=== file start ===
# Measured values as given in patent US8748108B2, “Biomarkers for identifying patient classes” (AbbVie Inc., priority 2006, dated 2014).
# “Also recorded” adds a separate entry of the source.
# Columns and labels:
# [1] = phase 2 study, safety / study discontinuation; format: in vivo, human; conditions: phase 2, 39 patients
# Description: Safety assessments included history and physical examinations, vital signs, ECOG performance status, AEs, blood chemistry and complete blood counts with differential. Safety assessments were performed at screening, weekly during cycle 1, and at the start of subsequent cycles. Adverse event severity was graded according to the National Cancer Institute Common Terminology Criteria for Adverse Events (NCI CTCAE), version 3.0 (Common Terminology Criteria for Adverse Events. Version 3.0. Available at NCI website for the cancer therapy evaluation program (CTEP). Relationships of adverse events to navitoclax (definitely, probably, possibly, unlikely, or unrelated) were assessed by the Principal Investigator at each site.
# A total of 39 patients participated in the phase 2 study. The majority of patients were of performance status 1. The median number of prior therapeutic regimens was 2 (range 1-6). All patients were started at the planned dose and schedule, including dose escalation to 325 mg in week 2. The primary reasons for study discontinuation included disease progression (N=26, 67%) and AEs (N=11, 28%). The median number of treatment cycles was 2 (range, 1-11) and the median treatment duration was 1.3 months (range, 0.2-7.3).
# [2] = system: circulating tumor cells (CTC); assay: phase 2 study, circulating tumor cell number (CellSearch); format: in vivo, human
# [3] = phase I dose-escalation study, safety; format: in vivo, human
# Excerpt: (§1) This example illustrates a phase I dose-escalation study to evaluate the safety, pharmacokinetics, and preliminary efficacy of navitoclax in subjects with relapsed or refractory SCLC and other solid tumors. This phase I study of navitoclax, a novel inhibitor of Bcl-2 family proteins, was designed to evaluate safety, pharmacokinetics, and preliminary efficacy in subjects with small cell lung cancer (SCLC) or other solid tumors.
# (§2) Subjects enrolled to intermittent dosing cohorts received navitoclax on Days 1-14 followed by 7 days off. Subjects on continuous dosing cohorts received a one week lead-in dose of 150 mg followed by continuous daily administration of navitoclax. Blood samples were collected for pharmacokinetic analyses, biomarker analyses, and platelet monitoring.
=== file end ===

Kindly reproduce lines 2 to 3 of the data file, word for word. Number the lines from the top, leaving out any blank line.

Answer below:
# “Also recorded” adds a separate entry of the source.
# Columns and labels: